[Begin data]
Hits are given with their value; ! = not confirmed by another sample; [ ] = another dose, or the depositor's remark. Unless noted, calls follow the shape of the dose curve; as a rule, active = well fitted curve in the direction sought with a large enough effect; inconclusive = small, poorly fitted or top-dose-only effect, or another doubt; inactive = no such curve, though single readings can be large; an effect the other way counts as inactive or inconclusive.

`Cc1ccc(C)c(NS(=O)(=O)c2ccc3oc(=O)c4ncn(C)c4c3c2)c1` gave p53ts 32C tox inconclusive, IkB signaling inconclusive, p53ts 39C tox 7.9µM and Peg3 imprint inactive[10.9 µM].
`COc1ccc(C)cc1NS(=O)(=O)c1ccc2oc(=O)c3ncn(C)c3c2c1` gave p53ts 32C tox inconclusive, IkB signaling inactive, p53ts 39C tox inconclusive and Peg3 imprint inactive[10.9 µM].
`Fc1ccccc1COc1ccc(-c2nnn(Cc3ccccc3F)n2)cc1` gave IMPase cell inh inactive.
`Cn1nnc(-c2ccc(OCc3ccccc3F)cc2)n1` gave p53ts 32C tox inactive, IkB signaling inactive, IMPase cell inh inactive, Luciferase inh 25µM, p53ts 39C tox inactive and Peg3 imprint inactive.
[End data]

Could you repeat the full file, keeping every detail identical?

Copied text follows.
Hits are given with their value; ! = not confirmed by another sample; [ ] = another dose, or the depositor's remark. Unless noted, calls follow the shape of the dose curve; as a rule, active = well fitted curve in the direction sought with a large enough effect; inconclusive = small, poorly fitted or top-dose-only effect, or another doubt; inactive = no such curve, though single readings can be large; an effect the other way counts as inactive or inconclusive.

`Cc1ccc(C)c(NS(=O)(=O)c2ccc3oc(=O)c4ncn(C)c4c3c2)c1` gave p53ts 32C tox inconclusive, IkB signaling inconclusive, p53ts 39C tox 7.9µM and Peg3 imprint inactive[10.9 µM].
`COc1ccc(C)cc1NS(=O)(=O)c1ccc2oc(=O)c3ncn(C)c3c2c1` gave p53ts 32C tox inconclusive, IkB signaling inactive, p53ts 39C tox inconclusive and Peg3 imprint inactive[10.9 µM].
`Fc1ccccc1COc1ccc(-c2nnn(Cc3ccccc3F)n2)cc1` gave IMPase cell inh inactive.
`Cn1nnc(-c2ccc(OCc3ccccc3F)cc2)n1` gave p53ts 32C tox inactive, IkB signaling inactive, IMPase cell inh inactive, Luciferase inh 25µM, p53ts 39C tox inactive and Peg3 imprint inactive.